These are to allow the most successful students—and their faculty mentors—to attend professional conferences to present their work. Venues can be local, regional, or national, with the last expecting the highest-quality work.
Those institutions that celebrate student success in the classroom will also want to acknowledge outstanding performance in research. For example, an institution may have awards for best paper, performance, creation, or oral presentation. One might also consider special awards for students whose work has appeared in peer-reviewed publications and other distinctive venues. All awards should be acknowledged when the other student awards (annual awards and scholarships for outstanding academic performance, exceptional service to the department, institution or discipline, etc.) are so that R/S is recognized as a part of campus culture as soon as possible.
I suggest that institutions that develop undergraduate research programs host end-of-year events at which all participating undergraduates present the results of their R/S efforts. Such events would allow for the evaluation of the students’ work for the determination of the award winners. Institutions will want to use undergraduate research in their recruitment efforts; doing so really works. Thus, the institution should publicize these events and specifically invite the student presenters’ families, local employers, prospective students, and other key people in the community.
All the above items have associated costs. Student awards and the showcase or conference concept have great potential for external sponsorship. Development offices should be prepared to offer these awards and components of conferences as targets for philanthropy. Beyond that, the remaining new costs for implementing a program of undergraduate research should be covered by improved student recruitment, increased student persistence, and the enhanced institutional reputation that comes with establishing a cutting-edge, high-impact practice.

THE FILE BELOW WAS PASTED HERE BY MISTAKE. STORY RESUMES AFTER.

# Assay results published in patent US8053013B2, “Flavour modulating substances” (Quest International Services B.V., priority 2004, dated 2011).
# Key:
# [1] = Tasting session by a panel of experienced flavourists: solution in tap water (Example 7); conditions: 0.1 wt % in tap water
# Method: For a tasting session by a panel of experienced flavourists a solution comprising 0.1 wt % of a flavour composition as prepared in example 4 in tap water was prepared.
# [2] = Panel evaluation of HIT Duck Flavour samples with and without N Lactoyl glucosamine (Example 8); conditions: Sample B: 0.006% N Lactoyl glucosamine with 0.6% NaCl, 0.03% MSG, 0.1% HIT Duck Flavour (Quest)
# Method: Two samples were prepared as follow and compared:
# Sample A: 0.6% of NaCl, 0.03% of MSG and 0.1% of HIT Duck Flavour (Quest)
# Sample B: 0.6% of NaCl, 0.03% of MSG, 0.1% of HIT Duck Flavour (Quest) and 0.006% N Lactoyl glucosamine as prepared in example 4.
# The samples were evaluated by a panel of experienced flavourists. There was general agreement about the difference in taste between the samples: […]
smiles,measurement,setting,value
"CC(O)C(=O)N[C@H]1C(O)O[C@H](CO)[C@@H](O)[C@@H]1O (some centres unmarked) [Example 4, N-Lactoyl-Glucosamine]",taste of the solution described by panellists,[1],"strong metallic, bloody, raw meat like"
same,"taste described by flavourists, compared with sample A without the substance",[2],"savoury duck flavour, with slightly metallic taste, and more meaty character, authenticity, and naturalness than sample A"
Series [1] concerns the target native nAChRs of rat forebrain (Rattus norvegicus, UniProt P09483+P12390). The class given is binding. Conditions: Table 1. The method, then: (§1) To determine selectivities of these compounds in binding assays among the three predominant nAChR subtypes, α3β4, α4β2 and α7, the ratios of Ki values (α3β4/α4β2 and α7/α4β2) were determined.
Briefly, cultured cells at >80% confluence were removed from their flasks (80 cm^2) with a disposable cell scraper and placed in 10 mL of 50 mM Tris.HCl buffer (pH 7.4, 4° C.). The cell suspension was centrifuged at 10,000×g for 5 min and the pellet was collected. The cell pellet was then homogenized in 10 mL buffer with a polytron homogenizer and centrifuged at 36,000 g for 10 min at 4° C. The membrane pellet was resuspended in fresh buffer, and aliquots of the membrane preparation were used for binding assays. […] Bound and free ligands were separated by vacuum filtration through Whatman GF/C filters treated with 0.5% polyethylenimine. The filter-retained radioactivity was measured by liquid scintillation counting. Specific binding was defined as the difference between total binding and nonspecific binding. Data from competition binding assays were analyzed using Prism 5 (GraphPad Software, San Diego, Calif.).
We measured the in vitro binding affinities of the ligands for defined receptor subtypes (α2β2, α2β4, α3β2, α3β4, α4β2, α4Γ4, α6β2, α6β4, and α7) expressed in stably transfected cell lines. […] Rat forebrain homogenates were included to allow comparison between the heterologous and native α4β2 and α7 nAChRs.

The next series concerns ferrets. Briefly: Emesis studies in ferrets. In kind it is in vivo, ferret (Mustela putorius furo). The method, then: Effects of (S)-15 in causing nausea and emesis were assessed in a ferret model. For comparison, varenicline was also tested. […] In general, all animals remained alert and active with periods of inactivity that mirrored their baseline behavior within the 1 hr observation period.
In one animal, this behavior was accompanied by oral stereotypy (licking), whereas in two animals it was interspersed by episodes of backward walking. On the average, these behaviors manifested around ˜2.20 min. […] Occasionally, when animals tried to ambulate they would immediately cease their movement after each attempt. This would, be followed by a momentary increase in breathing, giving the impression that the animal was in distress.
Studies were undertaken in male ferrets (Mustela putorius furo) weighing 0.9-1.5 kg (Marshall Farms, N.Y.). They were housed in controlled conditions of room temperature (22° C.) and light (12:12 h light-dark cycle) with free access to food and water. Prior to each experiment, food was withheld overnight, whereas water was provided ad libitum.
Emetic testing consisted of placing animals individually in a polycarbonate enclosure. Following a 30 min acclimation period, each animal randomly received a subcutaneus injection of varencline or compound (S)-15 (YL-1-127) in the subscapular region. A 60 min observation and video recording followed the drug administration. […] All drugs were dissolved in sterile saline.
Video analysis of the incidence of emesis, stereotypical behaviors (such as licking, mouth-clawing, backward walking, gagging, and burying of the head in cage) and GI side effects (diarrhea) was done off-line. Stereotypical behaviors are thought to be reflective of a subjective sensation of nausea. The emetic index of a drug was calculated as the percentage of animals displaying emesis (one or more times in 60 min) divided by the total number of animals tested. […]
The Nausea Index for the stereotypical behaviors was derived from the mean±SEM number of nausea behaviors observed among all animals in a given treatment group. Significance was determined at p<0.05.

Part I focused on the culture in place before R/S was introduced and whether it would be open to the concept of undergraduate research. Here, the focus is the culture in place after undergraduate research has been in place and what institutions will likely face in the future. R/S will grow in stature and influence on campus in part because all new faculty will have been hired with an R/S expectation. Soon faculty in science will submit proposals for external funding that, if successful, would allow them to make more significant advances. There will also be suggestions that some disciplines start graduate programs. Whether such “mission creep” is good or bad is an individual institutional judgment, but it does represent the standard evolutionary process in higher education. Throughout this transition, the institution must stand firm on the primacy of excellent teaching and undergraduate education.
Association of American Colleges & Universities. (2008). High-impact educational practices. Retrieved from http://www.aacu.org/leap/hip.cfm
N. Douglas Lees, PhD, is professor and chair emeritus of biology and former associate dean for planning and finance in the School of Science at Indiana University–Purdue University Indianapolis (IUPUI).